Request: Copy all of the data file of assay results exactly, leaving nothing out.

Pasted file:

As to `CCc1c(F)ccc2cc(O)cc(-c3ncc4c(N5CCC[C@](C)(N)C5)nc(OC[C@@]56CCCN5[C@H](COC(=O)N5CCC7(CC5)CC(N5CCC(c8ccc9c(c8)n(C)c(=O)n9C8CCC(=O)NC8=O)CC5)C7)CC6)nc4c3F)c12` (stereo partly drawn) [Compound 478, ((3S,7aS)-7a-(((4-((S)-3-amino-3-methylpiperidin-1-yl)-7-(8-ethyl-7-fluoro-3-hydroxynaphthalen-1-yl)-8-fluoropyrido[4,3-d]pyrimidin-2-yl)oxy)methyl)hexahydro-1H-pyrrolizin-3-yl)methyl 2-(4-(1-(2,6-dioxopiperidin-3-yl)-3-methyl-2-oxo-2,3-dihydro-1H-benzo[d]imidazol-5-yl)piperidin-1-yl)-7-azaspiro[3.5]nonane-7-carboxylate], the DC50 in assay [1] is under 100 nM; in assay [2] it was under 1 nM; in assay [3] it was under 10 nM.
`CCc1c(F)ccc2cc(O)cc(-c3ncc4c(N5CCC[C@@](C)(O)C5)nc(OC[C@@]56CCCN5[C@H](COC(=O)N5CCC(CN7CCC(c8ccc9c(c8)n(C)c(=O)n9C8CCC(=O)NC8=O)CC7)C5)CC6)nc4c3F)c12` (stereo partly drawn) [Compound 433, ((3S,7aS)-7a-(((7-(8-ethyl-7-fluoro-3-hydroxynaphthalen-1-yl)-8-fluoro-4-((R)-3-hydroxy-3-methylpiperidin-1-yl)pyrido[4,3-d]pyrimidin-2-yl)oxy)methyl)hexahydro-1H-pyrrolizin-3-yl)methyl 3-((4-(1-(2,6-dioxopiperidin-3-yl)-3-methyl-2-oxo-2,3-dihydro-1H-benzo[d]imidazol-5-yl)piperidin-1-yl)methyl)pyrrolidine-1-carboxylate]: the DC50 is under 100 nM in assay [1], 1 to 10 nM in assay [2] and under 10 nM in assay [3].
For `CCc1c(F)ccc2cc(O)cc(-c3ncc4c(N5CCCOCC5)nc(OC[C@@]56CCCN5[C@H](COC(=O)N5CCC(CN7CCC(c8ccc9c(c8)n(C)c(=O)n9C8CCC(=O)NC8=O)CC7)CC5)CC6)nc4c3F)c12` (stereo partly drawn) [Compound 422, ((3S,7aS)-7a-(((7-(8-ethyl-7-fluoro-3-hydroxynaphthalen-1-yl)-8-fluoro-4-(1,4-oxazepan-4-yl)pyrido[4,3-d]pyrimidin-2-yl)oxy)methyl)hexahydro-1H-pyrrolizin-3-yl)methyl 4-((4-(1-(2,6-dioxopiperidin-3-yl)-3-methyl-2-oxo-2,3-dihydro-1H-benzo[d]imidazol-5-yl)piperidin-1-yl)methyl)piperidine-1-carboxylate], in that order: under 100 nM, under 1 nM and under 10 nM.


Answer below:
As to `CCc1c(F)ccc2cc(O)cc(-c3ncc4c(N5CCC[C@](C)(N)C5)nc(OC[C@@]56CCCN5[C@H](COC(=O)N5CCC7(CC5)CC(N5CCC(c8ccc9c(c8)n(C)c(=O)n9C8CCC(=O)NC8=O)CC5)C7)CC6)nc4c3F)c12` (stereo partly drawn) [Compound 478, ((3S,7aS)-7a-(((4-((S)-3-amino-3-methylpiperidin-1-yl)-7-(8-ethyl-7-fluoro-3-hydroxynaphthalen-1-yl)-8-fluoropyrido[4,3-d]pyrimidin-2-yl)oxy)methyl)hexahydro-1H-pyrrolizin-3-yl)methyl 2-(4-(1-(2,6-dioxopiperidin-3-yl)-3-methyl-2-oxo-2,3-dihydro-1H-benzo[d]imidazol-5-yl)piperidin-1-yl)-7-azaspiro[3.5]nonane-7-carboxylate], the DC50 in assay [1] is under 100 nM; in assay [2] it was under 1 nM; in assay [3] it was under 10 nM.
`CCc1c(F)ccc2cc(O)cc(-c3ncc4c(N5CCC[C@@](C)(O)C5)nc(OC[C@@]56CCCN5[C@H](COC(=O)N5CCC(CN7CCC(c8ccc9c(c8)n(C)c(=O)n9C8CCC(=O)NC8=O)CC7)C5)CC6)nc4c3F)c12` (stereo partly drawn) [Compound 433, ((3S,7aS)-7a-(((7-(8-ethyl-7-fluoro-3-hydroxynaphthalen-1-yl)-8-fluoro-4-((R)-3-hydroxy-3-methylpiperidin-1-yl)pyrido[4,3-d]pyrimidin-2-yl)oxy)methyl)hexahydro-1H-pyrrolizin-3-yl)methyl 3-((4-(1-(2,6-dioxopiperidin-3-yl)-3-methyl-2-oxo-2,3-dihydro-1H-benzo[d]imidazol-5-yl)piperidin-1-yl)methyl)pyrrolidine-1-carboxylate]: the DC50 is under 100 nM in assay [1], 1 to 10 nM in assay [2] and under 10 nM in assay [3].
For `CCc1c(F)ccc2cc(O)cc(-c3ncc4c(N5CCCOCC5)nc(OC[C@@]56CCCN5[C@H](COC(=O)N5CCC(CN7CCC(c8ccc9c(c8)n(C)c(=O)n9C8CCC(=O)NC8=O)CC7)CC5)CC6)nc4c3F)c12` (stereo partly drawn) [Compound 422, ((3S,7aS)-7a-(((7-(8-ethyl-7-fluoro-3-hydroxynaphthalen-1-yl)-8-fluoro-4-(1,4-oxazepan-4-yl)pyrido[4,3-d]pyrimidin-2-yl)oxy)methyl)hexahydro-1H-pyrrolizin-3-yl)methyl 4-((4-(1-(2,6-dioxopiperidin-3-yl)-3-methyl-2-oxo-2,3-dihydro-1H-benzo[d]imidazol-5-yl)piperidin-1-yl)methyl)piperidine-1-carboxylate], in that order: under 100 nM, under 1 nM and under 10 nM.